The rest of the congregation, to my delight, was enraptured. Once I was able to pull myself from my quasi-holy trance and gaze out into the sea of faces, I saw adoration and joy the likes of which I didn’t recall seeing during ordinary churchy events. I had awakened the Christmas spirit in the bosom of the congregation, and I was pleased as punch to feel a little more at that moment like Santa Claus than the (let’s face it, somewhat stuffy) Virgin Mother.

When the pageant was over, the preacher, whose name was Barbie (I remember that part distinctly because my young mind never could quite reconcile the hilarity of his name) called me up to the pulpit and, after commending me on my impromptu performance, asked me if I would like to sing a song for the congregation. Solo.

My agreement was instantaneous, as I loved performing, but the question was, what musical rendering I would offer to this crowd of familiar faces, now waiting with great anticipation to see where all this was going. Pondering a couple of moments, I nodded to Preacher Barbie that I was ready, and he walked me to the front of the church, where I performed one of the great sacred hymns honoring the holy season of Christmas and the birth of our Lord and Savior. “Up on the Housetop.”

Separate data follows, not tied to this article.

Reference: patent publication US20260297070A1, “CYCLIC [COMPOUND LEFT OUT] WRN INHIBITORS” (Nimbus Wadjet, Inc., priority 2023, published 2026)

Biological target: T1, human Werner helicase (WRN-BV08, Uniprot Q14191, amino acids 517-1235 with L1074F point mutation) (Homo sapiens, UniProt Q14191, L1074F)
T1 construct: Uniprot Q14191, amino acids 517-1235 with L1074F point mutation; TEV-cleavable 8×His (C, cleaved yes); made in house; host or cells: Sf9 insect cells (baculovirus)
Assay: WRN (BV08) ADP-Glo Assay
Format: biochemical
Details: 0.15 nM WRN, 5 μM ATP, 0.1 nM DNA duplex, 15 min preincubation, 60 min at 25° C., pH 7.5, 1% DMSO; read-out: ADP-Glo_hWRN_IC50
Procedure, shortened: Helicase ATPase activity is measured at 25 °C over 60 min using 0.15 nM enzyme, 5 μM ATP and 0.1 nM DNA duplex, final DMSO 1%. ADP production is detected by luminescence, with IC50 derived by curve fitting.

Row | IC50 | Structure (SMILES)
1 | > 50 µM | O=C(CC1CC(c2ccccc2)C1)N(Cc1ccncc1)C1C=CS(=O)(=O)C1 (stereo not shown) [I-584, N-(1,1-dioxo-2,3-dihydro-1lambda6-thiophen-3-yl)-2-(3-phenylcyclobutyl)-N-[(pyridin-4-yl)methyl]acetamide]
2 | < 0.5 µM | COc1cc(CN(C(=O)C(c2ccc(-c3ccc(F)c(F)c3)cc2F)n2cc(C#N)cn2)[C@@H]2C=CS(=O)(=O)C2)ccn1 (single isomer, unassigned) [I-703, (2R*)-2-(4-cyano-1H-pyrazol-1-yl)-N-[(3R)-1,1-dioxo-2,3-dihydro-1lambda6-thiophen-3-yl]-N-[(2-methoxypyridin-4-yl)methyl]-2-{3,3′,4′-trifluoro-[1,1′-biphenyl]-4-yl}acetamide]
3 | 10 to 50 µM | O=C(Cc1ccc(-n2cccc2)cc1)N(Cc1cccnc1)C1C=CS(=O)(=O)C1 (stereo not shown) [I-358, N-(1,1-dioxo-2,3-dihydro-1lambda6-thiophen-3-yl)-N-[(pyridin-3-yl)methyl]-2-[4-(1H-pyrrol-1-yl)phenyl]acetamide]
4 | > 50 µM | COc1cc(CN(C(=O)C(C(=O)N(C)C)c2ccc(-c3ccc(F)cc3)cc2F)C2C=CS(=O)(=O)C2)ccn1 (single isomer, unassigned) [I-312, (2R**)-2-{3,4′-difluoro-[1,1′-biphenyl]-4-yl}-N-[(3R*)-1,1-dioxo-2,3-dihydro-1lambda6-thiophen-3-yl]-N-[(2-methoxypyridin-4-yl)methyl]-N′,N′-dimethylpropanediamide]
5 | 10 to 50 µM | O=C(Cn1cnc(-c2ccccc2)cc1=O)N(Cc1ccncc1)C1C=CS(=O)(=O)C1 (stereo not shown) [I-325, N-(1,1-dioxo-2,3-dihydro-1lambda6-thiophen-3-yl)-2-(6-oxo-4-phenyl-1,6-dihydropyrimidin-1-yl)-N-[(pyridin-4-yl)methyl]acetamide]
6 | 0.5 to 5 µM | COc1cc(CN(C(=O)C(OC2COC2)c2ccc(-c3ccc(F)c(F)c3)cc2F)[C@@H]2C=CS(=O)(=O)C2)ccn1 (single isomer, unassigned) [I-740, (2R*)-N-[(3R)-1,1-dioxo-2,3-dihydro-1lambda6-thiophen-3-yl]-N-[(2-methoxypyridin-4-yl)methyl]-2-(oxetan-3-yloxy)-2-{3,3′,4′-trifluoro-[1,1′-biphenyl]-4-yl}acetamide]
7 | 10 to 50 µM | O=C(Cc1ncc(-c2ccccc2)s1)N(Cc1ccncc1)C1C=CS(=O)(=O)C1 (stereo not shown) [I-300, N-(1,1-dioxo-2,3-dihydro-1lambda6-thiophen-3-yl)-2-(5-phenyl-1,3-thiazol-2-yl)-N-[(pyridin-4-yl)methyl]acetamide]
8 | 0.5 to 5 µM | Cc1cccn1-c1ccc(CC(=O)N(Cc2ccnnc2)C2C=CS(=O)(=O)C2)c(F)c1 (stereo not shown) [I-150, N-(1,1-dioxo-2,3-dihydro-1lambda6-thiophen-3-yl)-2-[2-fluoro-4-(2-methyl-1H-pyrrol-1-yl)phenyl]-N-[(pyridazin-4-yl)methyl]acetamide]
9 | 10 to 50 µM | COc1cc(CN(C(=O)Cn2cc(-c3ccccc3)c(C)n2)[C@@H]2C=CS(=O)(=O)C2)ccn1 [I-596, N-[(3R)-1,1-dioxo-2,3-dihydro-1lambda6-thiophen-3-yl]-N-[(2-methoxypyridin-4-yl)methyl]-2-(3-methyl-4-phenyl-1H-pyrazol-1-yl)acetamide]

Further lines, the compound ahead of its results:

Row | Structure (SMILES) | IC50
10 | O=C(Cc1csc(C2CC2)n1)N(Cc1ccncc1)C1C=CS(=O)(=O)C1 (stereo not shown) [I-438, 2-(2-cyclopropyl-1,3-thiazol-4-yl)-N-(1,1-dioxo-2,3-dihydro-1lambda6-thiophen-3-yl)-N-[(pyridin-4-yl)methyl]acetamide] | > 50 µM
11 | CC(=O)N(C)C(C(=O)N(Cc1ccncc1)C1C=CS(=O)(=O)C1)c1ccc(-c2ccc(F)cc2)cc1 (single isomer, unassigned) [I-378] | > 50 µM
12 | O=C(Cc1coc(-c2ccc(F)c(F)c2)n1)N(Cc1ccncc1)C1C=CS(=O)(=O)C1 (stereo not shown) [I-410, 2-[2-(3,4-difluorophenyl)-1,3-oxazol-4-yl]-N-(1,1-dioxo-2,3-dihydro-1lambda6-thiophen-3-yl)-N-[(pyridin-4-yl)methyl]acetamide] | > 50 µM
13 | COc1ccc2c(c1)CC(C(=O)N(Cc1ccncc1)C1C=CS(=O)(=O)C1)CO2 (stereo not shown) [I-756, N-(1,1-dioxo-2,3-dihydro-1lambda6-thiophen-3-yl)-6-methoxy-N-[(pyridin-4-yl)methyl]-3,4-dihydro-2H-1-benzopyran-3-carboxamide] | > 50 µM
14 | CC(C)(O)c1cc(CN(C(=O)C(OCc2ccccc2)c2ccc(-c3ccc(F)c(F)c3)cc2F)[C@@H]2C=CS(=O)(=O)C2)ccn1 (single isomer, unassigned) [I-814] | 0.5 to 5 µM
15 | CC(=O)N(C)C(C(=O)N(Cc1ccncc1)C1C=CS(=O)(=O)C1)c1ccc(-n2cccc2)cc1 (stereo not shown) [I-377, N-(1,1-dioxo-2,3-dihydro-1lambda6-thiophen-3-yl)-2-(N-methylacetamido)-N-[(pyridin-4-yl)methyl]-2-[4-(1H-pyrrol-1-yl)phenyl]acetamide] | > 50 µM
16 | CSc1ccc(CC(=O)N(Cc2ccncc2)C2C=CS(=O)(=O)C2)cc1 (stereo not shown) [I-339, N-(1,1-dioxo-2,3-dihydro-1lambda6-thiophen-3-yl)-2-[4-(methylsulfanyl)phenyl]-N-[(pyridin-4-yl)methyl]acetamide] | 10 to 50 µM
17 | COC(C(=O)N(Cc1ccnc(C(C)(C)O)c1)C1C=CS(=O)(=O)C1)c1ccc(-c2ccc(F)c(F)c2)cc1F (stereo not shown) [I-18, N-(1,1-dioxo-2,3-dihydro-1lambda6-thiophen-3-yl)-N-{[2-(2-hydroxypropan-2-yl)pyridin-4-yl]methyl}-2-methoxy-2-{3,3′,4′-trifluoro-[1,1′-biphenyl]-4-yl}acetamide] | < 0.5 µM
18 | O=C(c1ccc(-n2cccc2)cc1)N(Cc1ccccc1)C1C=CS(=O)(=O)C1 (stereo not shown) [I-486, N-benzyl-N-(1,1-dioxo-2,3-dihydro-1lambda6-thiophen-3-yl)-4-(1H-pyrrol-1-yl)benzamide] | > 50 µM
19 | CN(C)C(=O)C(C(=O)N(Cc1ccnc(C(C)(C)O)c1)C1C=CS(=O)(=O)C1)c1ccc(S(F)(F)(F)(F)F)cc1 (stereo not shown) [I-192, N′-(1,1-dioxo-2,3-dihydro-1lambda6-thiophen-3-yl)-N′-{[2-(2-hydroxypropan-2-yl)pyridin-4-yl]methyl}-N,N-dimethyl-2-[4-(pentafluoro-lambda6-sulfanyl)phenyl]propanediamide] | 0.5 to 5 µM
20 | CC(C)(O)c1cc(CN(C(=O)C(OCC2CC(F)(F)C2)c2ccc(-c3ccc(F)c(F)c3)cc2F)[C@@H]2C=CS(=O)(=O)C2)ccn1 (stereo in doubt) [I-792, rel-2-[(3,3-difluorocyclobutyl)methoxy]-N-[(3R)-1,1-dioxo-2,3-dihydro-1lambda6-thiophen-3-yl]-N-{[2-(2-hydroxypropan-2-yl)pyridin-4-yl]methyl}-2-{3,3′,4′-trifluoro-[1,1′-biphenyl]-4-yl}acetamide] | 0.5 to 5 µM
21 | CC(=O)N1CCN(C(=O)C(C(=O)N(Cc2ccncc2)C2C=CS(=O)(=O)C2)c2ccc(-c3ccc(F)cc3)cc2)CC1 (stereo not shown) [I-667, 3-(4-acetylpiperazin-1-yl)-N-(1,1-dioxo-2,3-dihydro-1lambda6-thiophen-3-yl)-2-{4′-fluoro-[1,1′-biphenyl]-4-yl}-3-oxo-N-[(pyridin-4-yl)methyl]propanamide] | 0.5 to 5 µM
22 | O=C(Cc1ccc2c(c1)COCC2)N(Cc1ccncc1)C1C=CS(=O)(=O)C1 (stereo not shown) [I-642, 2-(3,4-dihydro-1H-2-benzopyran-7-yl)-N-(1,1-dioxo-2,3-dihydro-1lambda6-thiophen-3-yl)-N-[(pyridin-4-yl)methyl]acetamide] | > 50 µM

There remains one grainy photograph of this event; it shows a tiny little cherubic blonde girl in her finest Christmas dress, red tights, and black patent Mary Jane shoes, hands clasped behind her back, head high, belting out a song no one, including her and her family, knew she would be performing until that very moment.

And that was the night I filled a small Southern church with spontaneous Christmas cheer…and I even saw my mama smiling when I was done.

About the Author: Shauna is an Upstate SC native and graduate of Converse College and ETSU. With a passion for both history and writing (and an advanced degree in Appalachian Studies that her parents SWORE she would never use,) she is excited to be able to share stories of the colorful people and places of the South. In her spare time, she enjoys archery, rollerblading, and looking for that next great story.